The latest on voting rights in the US

1 min ago

Harris will meet with Texas House Democrats today, source says 

From CNN’s Jasmine Wright and Eric Bradner

Vice President Kamala Harris is expected to meet with Texas Democrats this afternoon, according to a source familiar with the planning.

The source would not confirm where the group would meet.

This will be the second meeting the vice president has had with some members of the group, the first taking place in the Roosevelt Room at the White House in June.

After traveling to DC to break the state House’s quorum in an effort to block a GOP-led bill, Texas House Democrats said Tuesday they can only hold off Republicans’ push for restrictive new voting laws for weeks and urged President Biden and Democratic members of Congress to look for new ways to implement federal protections — including backing South Carolina Rep. Jim Clyburn’s call for a filibuster carve-out for voting rights legislation.

Reporting from CNN’s Clare Foran and Lauren Fox contributed to this post.

9 min ago

Here’s what young voters in Texas are doing to protest the state’s restrictive voting bills

From CNN’s Rachel Janfaza

In response to Texas’ Republicans renewed push for restrictive new voting laws in the state, activists are holding a voting rights advocacy day at Texas’ Capitol Tuesday.

Youth organizers on the ground in Texas say the day of action is, in part, meant to send a message to lawmakers that young people in the state – who are increasingly more diverse than their older counterparts – will not back down when it comes to protecting their right to vote.

The day of action is co-hosted by a number of civic engagement organizations including MOVE Texas, Common Cause Texas, Texas Rising, Voto Latino, Jolt Action, ACLU of Texas, Texas Civil Rights Project and more.

Topping their list of concerns, activists say, is a proposal that would stop expansive practices such as drive-thru voting and 24-hour voting.

“A lot of my friends and peers are talking about this as an important issue,” said Katya Ehresman, a 22-year-old recent graduate of the University of Texas at Austin. “Some are kind of politically active, but more so, they’re just angry and affected.”

Ehresman, who spent 26 hours at Texas’ Capitol this weekend and testified against the proposed measures on the floor of the Texas House and Senate, said her friends “remember struggling finding time to wait in line to vote and now anecdotally are [asking] why [lawmakers] would want to get rid of early voting or drive-in voting.”

“We see this legislation as a direct attack on the massive increase in youth turnout we saw last year,” said Charlie Bonner, a 25-year-old spokesperson for MOVE Texas, a youth voter engagement organization that registered more than 50,000 voters between the ages of 18 and 30 ahead of the 2020 election.

Bonner emphasized the increased diversity of young people in Texas and stressed the danger in limiting these voters’ access to the ballot box.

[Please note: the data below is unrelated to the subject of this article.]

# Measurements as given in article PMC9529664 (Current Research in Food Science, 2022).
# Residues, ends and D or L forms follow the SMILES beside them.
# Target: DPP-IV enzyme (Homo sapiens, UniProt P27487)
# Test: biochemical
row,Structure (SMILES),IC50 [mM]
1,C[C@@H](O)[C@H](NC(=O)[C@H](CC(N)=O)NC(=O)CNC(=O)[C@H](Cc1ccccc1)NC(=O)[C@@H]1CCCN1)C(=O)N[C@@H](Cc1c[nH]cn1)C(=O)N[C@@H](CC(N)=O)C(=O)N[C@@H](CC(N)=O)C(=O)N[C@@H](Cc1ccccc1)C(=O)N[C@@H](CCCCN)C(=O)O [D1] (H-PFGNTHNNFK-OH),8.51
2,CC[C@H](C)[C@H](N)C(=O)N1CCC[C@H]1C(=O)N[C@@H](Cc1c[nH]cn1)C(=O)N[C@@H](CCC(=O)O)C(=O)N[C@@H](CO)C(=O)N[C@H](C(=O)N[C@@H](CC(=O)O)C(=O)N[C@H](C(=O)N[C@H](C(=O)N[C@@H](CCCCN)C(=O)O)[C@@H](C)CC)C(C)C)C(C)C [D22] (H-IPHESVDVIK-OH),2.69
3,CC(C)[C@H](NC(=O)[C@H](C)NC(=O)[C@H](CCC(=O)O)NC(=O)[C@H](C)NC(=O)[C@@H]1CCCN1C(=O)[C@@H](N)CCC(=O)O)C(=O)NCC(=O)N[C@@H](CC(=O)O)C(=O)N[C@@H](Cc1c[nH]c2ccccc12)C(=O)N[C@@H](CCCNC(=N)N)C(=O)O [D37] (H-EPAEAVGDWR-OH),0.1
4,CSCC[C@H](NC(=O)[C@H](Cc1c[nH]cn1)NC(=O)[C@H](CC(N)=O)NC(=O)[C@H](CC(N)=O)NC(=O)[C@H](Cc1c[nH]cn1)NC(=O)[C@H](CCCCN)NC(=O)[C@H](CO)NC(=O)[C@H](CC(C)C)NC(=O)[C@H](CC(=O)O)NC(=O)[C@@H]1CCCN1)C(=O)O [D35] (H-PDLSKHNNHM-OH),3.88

“Unfortunately we don’t have an electorate that matches the lived experiences of the folks here. We want to build an electorate reflective of the rich diversity of this beautiful state, but instead of we have these measures that seek to restrict access to make the smallest electorate possible to hold onto power,” he said.

Also on Tuesday, activists with Jolt Action, a group that looks to increase civic participation of Latinos in Texas, dressed in quinceañera attire during a news conference in front of the Capitol. In a statement Tuesday the group said the proposed legislation “would further restrict young voters of color from exercising their right to vote.”

39 min ago

CNN’s Dana Bash: Biden needs to go a step further and address the Senate filibuster

From CNN’s Dana Bash / Written by CNN’s Maureen Chowdhury

While President Biden’s speech on voting rights addressed concerns raised by civil rights groups and Democrats across the country about the White House’s commitment to the issue, the President needs to go a step further to create change and pass legislation, CNN’s Dana Bash said.

“Unless the President is going to go another step and going say we need to change rules in the United States Senate to get this done so the federal government can have more of an impact, what he was doing is taking kind of a butter knife to a fight against a nuclear bomb,” Bash explained.

The key rule being the Senate filibuster.

“And that is what the pressure is going to continue to be on the President to convince some of those moderate Democrats, in the place he used to work for 36 years, the United States Senate, that this is the one issue that is important to work around the filibuster on,” she said.

Political commentator Bakari Sellers echoed similar sentiments.

“I think that while the speech and the oratory, the substance and question many of us would have for the President of the United States, who we love, support and voted for is, ‘How much does it mean to you?’ Because without getting rid of the filibuster… you’ll have many people who came out and waited in line voting for you with no recourse and Republicans will continue to steam roll and rip apart what we fought for and many people died for, which is now a voting rights act which is nothing but a nub,” Sellers said.

13 min ago

Here’s what a filibuster is — and why Democrats want to change it to pass voting rights legislation

Analysis from CNN’s Zachary B. Wolf

The fight over voting rights has once again put the filibuster front and center.

Passing new federal voting legislation in Congress that President Biden advocated for today will almost certainly require altering filibuster rules, since Democrats’ slim majority in the Senate isn’t enough to overcome GOP opposition.

In his remarks today, the President stopped short of embracing changes to the Senate procedure, despite calls from civil rights groups and other Democrats.

But what is a filibuster, and why do Democrats want to change it? The short version of the story is that Democrats want to reinterpret Senate rules so they can use just 50 votes to pass things like the voting rights bill or Biden’s massive infrastructure package.

According to the Senate website — which has its own glossary — a filibuster is this: “Informal term for any attempt to block or delay Senate action on a bill or other matter by debating it at length, by offering numerous procedural motions, or by any other delaying or obstructive actions.”